The 20 August letter also recommended changes to the mission’s military component, including transferring troops to the JBVMM so it can be deployed fully, based on the reduced need for a large military presence and the assessment that the JBVMM “remains vital” in contributing to preventing conflict between the two countries and that its full deployment is of “paramount importance”. A larger police component was also recommended in the 20 August letter, including the addition of specialised police officers to provide advisory support and the transfer of some tasks from the military to the police. These proposed changes would represent an overall decrease in troop numbers.
The Council was briefed in consultations on 29 October, on UNISFA and Sudan/South Sudan issues.
Key Issues and Options
A key issue for the Council to consider ahead of the mandate renewal in November is the appropriateness of UNISFA’s current mandate in relation to the situation on the ground and what modifications, if any, to make to the mandate and force structure. This assessment is likely to be informed by the Secretary-General’s 20 August recommendations and his latest report.
Unlike previous negotiations on resolutions to extend UNISFA’s support to the JBVMM, the US in October did not initially seek either to reduce the mission’s authorised troop ceiling (as it did in April) or to suspend the mission’s support to the JBVMM (as it did in November 2017), both of which Ethiopia and some other members successfully resisted. As a result, negotiations ahead of adopting resolution 2438 proceeded comparatively smoothly.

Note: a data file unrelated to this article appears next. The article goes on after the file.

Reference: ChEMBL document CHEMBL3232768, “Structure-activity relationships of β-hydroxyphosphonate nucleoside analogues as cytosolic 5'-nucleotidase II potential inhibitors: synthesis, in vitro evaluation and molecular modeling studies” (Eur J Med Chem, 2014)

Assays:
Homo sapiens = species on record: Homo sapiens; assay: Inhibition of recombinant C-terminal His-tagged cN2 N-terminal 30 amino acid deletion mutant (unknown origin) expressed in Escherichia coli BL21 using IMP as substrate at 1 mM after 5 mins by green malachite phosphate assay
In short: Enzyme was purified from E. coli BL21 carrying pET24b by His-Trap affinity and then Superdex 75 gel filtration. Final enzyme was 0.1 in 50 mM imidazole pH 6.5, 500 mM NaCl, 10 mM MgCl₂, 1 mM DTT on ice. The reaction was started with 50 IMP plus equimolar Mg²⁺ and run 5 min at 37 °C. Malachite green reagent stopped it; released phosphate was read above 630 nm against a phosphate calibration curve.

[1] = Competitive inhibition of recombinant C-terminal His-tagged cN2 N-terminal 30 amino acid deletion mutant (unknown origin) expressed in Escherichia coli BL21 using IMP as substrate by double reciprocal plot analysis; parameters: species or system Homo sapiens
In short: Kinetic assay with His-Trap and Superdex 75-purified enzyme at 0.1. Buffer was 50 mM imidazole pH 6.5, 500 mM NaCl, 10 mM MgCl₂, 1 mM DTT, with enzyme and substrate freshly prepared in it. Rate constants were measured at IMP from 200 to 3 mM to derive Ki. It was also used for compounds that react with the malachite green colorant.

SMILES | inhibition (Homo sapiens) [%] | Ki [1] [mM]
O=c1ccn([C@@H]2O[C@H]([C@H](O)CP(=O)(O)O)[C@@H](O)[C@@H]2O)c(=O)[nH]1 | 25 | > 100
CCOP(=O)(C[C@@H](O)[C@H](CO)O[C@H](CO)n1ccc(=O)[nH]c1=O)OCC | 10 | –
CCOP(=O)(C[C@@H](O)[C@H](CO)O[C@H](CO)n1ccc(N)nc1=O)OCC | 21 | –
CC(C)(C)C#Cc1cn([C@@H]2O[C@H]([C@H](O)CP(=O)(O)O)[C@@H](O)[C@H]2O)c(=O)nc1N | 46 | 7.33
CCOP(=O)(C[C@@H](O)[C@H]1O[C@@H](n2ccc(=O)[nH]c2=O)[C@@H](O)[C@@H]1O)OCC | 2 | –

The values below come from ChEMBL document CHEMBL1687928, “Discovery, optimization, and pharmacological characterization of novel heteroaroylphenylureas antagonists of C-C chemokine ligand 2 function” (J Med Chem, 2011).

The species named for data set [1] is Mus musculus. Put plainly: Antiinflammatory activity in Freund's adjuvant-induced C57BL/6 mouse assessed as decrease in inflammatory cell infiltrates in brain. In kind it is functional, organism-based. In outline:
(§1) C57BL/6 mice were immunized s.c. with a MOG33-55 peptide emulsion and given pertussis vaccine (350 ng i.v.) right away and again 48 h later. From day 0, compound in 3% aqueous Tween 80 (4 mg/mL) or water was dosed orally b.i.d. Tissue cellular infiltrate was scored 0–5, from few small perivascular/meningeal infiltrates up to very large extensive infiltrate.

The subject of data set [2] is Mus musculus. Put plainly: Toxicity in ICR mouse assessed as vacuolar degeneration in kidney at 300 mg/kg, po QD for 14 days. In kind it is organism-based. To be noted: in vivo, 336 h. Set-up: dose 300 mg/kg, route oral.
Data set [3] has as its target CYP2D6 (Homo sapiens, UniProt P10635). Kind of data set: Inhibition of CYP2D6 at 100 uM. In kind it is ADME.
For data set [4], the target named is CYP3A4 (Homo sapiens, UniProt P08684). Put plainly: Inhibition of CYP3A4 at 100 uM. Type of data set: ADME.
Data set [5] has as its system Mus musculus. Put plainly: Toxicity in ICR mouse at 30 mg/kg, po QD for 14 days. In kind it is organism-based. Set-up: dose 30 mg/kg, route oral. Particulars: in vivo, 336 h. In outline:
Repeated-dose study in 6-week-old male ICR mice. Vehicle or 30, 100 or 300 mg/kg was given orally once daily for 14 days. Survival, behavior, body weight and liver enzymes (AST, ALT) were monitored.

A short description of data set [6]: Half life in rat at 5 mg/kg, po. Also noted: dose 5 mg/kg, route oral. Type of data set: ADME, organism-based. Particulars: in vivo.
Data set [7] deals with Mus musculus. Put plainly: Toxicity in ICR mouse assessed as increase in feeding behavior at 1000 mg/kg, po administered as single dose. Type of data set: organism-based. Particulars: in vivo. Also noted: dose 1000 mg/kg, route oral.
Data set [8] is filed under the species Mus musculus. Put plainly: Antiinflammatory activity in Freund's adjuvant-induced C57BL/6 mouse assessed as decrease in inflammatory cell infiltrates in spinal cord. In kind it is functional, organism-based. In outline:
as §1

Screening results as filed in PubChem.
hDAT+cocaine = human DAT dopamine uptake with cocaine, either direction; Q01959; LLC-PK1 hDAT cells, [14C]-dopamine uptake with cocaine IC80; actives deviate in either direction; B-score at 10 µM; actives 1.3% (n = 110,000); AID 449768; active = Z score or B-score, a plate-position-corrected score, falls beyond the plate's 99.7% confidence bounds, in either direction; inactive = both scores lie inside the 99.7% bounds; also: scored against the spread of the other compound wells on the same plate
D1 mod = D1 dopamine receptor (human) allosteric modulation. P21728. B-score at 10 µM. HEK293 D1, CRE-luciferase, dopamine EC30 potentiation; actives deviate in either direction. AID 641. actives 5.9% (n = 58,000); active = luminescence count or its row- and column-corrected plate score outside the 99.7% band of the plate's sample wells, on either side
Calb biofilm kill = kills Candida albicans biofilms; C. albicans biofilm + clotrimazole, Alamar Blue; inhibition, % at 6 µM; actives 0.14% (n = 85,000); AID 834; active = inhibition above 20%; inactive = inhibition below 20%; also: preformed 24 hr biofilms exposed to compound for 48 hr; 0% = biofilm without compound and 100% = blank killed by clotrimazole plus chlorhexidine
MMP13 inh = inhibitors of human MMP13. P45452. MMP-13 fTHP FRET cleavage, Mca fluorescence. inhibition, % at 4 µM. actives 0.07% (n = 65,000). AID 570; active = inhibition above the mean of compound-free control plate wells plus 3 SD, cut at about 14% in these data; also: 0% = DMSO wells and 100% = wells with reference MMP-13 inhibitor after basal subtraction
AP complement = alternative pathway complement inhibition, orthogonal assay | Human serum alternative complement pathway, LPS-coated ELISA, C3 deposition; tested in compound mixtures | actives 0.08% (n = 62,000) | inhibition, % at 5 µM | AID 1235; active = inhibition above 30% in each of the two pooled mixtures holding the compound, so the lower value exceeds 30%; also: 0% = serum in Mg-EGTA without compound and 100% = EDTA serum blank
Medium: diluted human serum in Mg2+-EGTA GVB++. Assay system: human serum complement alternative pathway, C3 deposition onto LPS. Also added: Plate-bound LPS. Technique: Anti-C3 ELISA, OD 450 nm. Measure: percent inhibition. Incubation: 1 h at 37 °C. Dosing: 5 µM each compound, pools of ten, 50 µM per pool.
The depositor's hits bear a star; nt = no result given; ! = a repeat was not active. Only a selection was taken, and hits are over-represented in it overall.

However, at the 20 September Council briefing, the long-standing divide between the US and Ethiopia was still apparent. In its statement, the US supported the Secretary-General’s 20 August reconfiguration recommendation for “a reorientation towards a police-style mission” with a strong civilian component, saying that the recommendations “are a good start to align UNISFA with realities on the ground, but they do not go far enough” and questioning whether all UNISFA’s tasks “remain appropriate and necessary”. Ethiopia emphasised that “the continued presence of UNISFA is absolutely critical”, agreeing that “it makes sense to consider reconfiguring the mission to increase its ability to assist the parties in fully implementing their agreements”. It disagreed, however, with the Secretary-General’s 20 August recommendation to transfer troops from Abyei to the JBVMM to make it fully operational, saying that reducing troop levels in Abyei would have “serious implications”. Ethiopia also disagreed with deploying additional police “at the expense of troop levels” while agreeing with the recommendation for a strengthened civilian component.
The US is the penholder on Abyei.
UN Documents on Sudan/South Sudan
|Security Council Resolutions|
|11 October 2018 S/RES/2438||This was a resolution that extended UNISFA’s support for the JBVMM until 15 April 2019.|
|15 May 2018 S/RES/2416||This was a resolution renewing the mandate of UNISFA until 15 November 2018 and reduced the authorised troop ceiling of the mission from 4,791 to 4,500.|
|16 October 2018 S/2018/923||This was the report of the Secretary-General on the situation in Abyei.|
|Security Council Letter|
|20 August 2018 S/2018/778||This was from the Secretary-General transmitting recommendations on the reconfiguration of UNISFA’s mandate.|
|Security Council Meeting Record|
|20 September 2018 S/PV.8357||This was a briefing on Sudan/South Sudan.|